That changed for me when Amsat-Oscar 6 was launched in 1972. This satellite, built by amateur radio enthusiasts, was in a low earth orbit similar to the weather satellites. One of the things it could do was to take in a span of spectrum (100KHz, I think) in the two meter band and translate the whole chunk down to ten meters and retransmit that span, including whatever signals were there. Thus, a whole group of people could be simultaneously using the system and each could be involved in his/her own conversation. That looked like fun! The satellite’s power budget was extremely limited, though. Only efficient modes of operation were permitted. This meant CW or SSB; I was equipped for neither on two meters.
I was using the Heathkit SB-301/401 on HF, though, so the SB-500 was a perfect solution. I managed to pick an SB-500 locally and after some work had it operational. I rigged omnidirectional antennas for the uplink and downlink frequencies and began listening. The satellite had an orbital period of around 110 minutes and an overhead pass lasted maybe 20 minutes. The inclination was such that I could usually hear two consecutive passes (three if the middle one was directly overhead). I used both CW and SSB and had many enjoyable contacts through Oscar 6.
While Oscar 6 was still operational, Oscar 7 was launched. It had new capabilities but still had the 2 meter/10 meter translator so my setup worked well with both satellites. I had a lot of fun with both. I shut down my “ground station” when I relocated and never got set up for satellite work again but kept up with happenings. Eventually the batteries on Oscar 6 failed so we were down to one satellite. Around 1980 Oscar 7 also went silent due to a battery failure. Nearly 20 years later, someone noticed that it was back up! A shorted battery had put it out of commission but when the battery eventually rotted away it left an open circuit and the solar panels could again power the system. There is no storage, of course, so when the satellite is in Earth’s shadow it shuts down but most of the time it is up and fully operational despite being over 40 years old!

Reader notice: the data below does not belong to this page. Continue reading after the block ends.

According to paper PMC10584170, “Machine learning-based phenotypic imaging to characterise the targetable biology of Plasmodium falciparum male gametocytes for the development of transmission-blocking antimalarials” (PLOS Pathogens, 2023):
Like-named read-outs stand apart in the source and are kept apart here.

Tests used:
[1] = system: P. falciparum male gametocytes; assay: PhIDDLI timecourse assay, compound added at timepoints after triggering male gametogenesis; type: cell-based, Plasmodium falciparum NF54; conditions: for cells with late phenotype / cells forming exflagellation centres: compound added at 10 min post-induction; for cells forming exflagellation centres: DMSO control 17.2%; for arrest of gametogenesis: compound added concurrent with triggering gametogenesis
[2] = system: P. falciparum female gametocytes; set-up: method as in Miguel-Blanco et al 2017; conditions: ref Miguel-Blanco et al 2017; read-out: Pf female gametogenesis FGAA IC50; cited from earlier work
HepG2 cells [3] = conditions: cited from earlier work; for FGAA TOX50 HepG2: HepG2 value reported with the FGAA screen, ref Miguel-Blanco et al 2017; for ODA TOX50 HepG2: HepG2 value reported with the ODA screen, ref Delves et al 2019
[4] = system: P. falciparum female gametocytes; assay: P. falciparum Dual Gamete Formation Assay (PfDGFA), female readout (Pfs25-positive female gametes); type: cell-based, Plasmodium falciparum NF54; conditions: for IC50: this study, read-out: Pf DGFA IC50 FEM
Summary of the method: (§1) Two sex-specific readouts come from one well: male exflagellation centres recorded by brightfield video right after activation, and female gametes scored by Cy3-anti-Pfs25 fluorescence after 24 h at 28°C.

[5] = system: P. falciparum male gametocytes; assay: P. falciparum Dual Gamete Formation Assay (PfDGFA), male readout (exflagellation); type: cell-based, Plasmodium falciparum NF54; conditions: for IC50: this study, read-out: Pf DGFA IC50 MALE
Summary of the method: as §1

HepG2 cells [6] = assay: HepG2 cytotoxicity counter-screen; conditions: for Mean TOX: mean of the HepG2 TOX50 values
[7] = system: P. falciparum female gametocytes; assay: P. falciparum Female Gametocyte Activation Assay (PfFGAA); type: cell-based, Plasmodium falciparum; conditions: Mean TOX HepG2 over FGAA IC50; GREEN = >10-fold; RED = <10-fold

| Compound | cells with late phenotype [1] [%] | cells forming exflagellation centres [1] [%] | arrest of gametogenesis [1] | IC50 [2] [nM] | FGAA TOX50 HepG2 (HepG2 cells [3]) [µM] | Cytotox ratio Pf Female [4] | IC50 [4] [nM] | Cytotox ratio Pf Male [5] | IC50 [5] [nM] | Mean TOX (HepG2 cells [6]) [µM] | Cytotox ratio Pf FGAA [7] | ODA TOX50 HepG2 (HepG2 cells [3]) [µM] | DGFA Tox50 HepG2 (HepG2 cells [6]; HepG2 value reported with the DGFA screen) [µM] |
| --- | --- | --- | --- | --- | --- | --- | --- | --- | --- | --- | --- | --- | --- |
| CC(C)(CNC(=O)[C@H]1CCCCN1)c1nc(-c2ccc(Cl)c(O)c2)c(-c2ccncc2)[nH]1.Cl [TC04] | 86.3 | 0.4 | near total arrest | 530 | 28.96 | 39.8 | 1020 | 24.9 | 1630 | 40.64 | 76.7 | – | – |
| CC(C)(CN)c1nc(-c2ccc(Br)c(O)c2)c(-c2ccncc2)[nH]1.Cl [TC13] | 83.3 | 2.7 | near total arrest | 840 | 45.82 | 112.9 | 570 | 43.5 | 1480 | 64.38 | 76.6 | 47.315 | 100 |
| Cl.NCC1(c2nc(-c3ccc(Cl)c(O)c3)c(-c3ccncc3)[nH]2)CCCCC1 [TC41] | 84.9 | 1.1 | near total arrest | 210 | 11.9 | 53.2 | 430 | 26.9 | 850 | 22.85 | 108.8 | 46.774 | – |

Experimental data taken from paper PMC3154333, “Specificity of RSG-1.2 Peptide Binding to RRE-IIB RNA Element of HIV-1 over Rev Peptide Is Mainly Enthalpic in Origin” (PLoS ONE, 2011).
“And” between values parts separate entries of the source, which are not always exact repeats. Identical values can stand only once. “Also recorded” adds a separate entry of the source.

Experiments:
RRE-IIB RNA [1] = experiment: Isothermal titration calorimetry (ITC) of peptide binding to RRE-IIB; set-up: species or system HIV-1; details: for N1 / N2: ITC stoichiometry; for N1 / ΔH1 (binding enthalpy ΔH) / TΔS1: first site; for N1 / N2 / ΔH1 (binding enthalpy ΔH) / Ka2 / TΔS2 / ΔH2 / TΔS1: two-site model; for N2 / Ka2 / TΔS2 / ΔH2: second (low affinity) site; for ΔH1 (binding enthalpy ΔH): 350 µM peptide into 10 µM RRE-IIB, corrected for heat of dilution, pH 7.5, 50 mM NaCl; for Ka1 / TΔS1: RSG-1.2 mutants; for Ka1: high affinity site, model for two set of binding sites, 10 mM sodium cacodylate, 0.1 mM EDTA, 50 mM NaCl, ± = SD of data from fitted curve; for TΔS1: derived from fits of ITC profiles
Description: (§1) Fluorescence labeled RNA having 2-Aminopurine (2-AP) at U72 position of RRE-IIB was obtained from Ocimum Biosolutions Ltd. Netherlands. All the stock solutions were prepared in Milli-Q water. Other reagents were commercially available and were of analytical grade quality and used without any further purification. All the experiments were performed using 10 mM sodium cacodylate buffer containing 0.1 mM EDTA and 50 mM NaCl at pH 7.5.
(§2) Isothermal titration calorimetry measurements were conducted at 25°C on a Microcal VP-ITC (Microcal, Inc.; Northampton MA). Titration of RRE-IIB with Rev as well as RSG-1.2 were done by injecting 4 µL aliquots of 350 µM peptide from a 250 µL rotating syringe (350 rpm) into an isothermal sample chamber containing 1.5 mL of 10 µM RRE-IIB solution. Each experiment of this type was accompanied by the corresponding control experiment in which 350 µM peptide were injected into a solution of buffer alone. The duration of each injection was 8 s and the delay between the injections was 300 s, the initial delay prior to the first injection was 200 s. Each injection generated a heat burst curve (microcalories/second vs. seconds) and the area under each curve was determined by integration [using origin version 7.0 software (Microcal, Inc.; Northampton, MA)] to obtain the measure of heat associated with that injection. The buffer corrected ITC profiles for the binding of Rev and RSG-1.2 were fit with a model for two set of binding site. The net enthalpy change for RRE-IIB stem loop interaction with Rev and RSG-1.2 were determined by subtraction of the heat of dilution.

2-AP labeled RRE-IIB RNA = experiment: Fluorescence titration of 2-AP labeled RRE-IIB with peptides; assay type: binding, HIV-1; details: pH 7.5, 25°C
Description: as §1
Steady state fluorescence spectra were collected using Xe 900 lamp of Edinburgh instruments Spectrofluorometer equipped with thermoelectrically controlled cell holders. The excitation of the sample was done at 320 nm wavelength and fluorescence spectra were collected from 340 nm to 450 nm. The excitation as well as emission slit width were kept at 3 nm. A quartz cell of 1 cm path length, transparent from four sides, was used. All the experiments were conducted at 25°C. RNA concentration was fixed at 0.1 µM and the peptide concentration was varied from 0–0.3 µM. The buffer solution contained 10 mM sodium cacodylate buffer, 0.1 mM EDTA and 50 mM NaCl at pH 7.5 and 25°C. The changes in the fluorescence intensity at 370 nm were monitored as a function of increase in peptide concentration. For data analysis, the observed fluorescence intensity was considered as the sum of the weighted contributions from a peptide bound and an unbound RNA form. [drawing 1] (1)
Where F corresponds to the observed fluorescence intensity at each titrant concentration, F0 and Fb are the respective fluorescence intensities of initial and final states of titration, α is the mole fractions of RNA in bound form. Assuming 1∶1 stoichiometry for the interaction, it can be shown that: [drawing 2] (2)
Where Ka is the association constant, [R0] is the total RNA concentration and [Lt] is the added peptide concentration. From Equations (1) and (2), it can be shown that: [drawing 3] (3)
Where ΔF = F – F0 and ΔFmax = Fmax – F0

Clearly, I need to rig something to listen for the 10 meter downlink. I suspect that when I have done so, I will get the bug to relive my experiences all those decades ago and actually use it. The good news is that it will be much easier to set up a 2 meter SSB/CW rig these days.
This arrived recently. Background: the first shortwave receiver I ever owned was a 1952 Hallicrafters S-38C. It was about ten years old at the time (as was I). Dunno what happened to it. Every five or ten years I wonder whether I should try to obtain one for old time’s sake. This time I did. Looks great, but (of course, for $20) doesn’t work. Into the project pile it goes – maybe with a little extra priority. Come to think of it, I think I paid $15 for the first one, and it worked…
The next receiver was a Heathkit GR-64 in 1968 or so. Bad mistake; I haven’t felt any nostalgia for that one. I built it to be the receiver in my first Novice station. It wasn’t a very good performer in that application (though it was better than the S-38). I was seduced by the features and glossy appearance but I soon realized that I should have selected the HR-10 instead for ham use. I don’t think I’ll be looking for a GR-64 to cherish.
When I got my General class I picked up an Eico 753 SSB/CW transceiver. It was better, but not well respected in the ham community. Then a few other transceivers until I got my next separate receiver. This one was designed for amateur use and was loosely modeled after the very highly respected Collins 75-S series receivers. It was a Heathkit SB-301 and worked alongside its companion SB-401 transmitter for several years until both were replaced by the Collins S-line (75S-1, 32S-1) it emulated. I don’t remember what happened to the S line, but that was the last tube receiver or transmitter that I owned. I could easily see me grabbing a set of Heathkit twins or an S-line again just to enjoy having them around.